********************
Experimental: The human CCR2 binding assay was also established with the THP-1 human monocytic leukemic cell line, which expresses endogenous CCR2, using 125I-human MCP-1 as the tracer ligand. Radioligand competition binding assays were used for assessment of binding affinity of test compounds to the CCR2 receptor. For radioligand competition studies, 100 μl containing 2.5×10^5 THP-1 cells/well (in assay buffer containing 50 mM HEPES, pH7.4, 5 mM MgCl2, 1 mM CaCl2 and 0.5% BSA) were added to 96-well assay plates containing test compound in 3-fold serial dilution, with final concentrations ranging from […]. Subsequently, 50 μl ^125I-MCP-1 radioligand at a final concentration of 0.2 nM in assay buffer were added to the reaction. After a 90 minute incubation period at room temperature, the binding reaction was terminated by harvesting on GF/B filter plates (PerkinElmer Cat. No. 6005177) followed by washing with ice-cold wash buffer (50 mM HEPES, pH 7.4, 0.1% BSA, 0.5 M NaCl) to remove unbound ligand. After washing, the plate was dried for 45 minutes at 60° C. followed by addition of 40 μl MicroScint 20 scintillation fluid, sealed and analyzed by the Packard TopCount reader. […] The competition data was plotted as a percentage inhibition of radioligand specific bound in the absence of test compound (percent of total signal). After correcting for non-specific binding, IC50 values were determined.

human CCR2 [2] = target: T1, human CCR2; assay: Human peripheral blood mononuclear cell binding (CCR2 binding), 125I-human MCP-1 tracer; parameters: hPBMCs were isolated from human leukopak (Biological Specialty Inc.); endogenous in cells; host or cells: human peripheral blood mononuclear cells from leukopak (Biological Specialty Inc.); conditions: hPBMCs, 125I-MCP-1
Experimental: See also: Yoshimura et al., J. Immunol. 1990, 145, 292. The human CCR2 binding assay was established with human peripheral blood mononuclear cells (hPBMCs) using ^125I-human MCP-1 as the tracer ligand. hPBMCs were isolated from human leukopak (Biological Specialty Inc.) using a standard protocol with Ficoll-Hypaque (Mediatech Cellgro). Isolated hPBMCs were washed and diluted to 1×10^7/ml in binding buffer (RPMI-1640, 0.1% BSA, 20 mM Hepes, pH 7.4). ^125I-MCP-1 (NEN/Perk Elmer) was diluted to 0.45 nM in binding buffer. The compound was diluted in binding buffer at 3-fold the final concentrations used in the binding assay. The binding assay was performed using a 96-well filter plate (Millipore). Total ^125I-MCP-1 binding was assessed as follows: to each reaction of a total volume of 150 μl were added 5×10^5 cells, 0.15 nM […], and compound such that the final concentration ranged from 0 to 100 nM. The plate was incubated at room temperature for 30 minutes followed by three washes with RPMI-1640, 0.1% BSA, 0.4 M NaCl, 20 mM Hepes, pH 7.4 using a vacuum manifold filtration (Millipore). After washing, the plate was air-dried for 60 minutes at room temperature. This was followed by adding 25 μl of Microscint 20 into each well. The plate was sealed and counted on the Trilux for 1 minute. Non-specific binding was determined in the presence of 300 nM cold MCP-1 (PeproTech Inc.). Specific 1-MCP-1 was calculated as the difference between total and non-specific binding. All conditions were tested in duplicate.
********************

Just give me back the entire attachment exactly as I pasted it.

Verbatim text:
Experimental: The human CCR2 binding assay was also established with the THP-1 human monocytic leukemic cell line, which expresses endogenous CCR2, using 125I-human MCP-1 as the tracer ligand. Radioligand competition binding assays were used for assessment of binding affinity of test compounds to the CCR2 receptor. For radioligand competition studies, 100 μl containing 2.5×10^5 THP-1 cells/well (in assay buffer containing 50 mM HEPES, pH7.4, 5 mM MgCl2, 1 mM CaCl2 and 0.5% BSA) were added to 96-well assay plates containing test compound in 3-fold serial dilution, with final concentrations ranging from […]. Subsequently, 50 μl ^125I-MCP-1 radioligand at a final concentration of 0.2 nM in assay buffer were added to the reaction. After a 90 minute incubation period at room temperature, the binding reaction was terminated by harvesting on GF/B filter plates (PerkinElmer Cat. No. 6005177) followed by washing with ice-cold wash buffer (50 mM HEPES, pH 7.4, 0.1% BSA, 0.5 M NaCl) to remove unbound ligand. After washing, the plate was dried for 45 minutes at 60° C. followed by addition of 40 μl MicroScint 20 scintillation fluid, sealed and analyzed by the Packard TopCount reader. […] The competition data was plotted as a percentage inhibition of radioligand specific bound in the absence of test compound (percent of total signal). After correcting for non-specific binding, IC50 values were determined.

human CCR2 [2] = target: T1, human CCR2; assay: Human peripheral blood mononuclear cell binding (CCR2 binding), 125I-human MCP-1 tracer; parameters: hPBMCs were isolated from human leukopak (Biological Specialty Inc.); endogenous in cells; host or cells: human peripheral blood mononuclear cells from leukopak (Biological Specialty Inc.); conditions: hPBMCs, 125I-MCP-1
Experimental: See also: Yoshimura et al., J. Immunol. 1990, 145, 292. The human CCR2 binding assay was established with human peripheral blood mononuclear cells (hPBMCs) using ^125I-human MCP-1 as the tracer ligand. hPBMCs were isolated from human leukopak (Biological Specialty Inc.) using a standard protocol with Ficoll-Hypaque (Mediatech Cellgro). Isolated hPBMCs were washed and diluted to 1×10^7/ml in binding buffer (RPMI-1640, 0.1% BSA, 20 mM Hepes, pH 7.4). ^125I-MCP-1 (NEN/Perk Elmer) was diluted to 0.45 nM in binding buffer. The compound was diluted in binding buffer at 3-fold the final concentrations used in the binding assay. The binding assay was performed using a 96-well filter plate (Millipore). Total ^125I-MCP-1 binding was assessed as follows: to each reaction of a total volume of 150 μl were added 5×10^5 cells, 0.15 nM […], and compound such that the final concentration ranged from 0 to 100 nM. The plate was incubated at room temperature for 30 minutes followed by three washes with RPMI-1640, 0.1% BSA, 0.4 M NaCl, 20 mM Hepes, pH 7.4 using a vacuum manifold filtration (Millipore). After washing, the plate was air-dried for 60 minutes at room temperature. This was followed by adding 25 μl of Microscint 20 into each well. The plate was sealed and counted on the Trilux for 1 minute. Non-specific binding was determined in the presence of 300 nM cold MCP-1 (PeproTech Inc.). Specific 1-MCP-1 was calculated as the difference between total and non-specific binding. All conditions were tested in duplicate.